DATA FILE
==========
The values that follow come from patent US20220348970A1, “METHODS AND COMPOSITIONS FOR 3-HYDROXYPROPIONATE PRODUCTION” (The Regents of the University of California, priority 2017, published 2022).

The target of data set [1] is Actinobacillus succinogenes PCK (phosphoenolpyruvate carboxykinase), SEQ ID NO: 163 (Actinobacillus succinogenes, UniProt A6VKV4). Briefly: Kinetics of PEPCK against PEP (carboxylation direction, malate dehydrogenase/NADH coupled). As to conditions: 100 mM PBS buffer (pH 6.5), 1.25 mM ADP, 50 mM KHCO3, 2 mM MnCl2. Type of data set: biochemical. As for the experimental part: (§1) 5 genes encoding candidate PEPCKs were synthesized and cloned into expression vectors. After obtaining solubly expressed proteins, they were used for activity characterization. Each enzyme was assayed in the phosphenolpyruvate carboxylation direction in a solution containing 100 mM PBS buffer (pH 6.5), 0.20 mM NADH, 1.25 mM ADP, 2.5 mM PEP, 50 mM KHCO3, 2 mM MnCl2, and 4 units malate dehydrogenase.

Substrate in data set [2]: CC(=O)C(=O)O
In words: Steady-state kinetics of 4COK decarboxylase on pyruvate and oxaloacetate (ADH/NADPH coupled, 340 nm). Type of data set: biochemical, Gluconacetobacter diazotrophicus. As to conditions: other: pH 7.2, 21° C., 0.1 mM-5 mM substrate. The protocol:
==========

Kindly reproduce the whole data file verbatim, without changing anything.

The values that follow come from patent US20220348970A1, “METHODS AND COMPOSITIONS FOR 3-HYDROXYPROPIONATE PRODUCTION” (The Regents of the University of California, priority 2017, published 2022).

The target of data set [1] is Actinobacillus succinogenes PCK (phosphoenolpyruvate carboxykinase), SEQ ID NO: 163 (Actinobacillus succinogenes, UniProt A6VKV4). Briefly: Kinetics of PEPCK against PEP (carboxylation direction, malate dehydrogenase/NADH coupled). As to conditions: 100 mM PBS buffer (pH 6.5), 1.25 mM ADP, 50 mM KHCO3, 2 mM MnCl2. Type of data set: biochemical. As for the experimental part: (§1) 5 genes encoding candidate PEPCKs were synthesized and cloned into expression vectors. After obtaining solubly expressed proteins, they were used for activity characterization. Each enzyme was assayed in the phosphenolpyruvate carboxylation direction in a solution containing 100 mM PBS buffer (pH 6.5), 0.20 mM NADH, 1.25 mM ADP, 2.5 mM PEP, 50 mM KHCO3, 2 mM MnCl2, and 4 units malate dehydrogenase.

Substrate in data set [2]: CC(=O)C(=O)O
In words: Steady-state kinetics of 4COK decarboxylase on pyruvate and oxaloacetate (ADH/NADPH coupled, 340 nm). Type of data set: biochemical, Gluconacetobacter diazotrophicus. As to conditions: other: pH 7.2, 21° C., 0.1 mM-5 mM substrate. The protocol: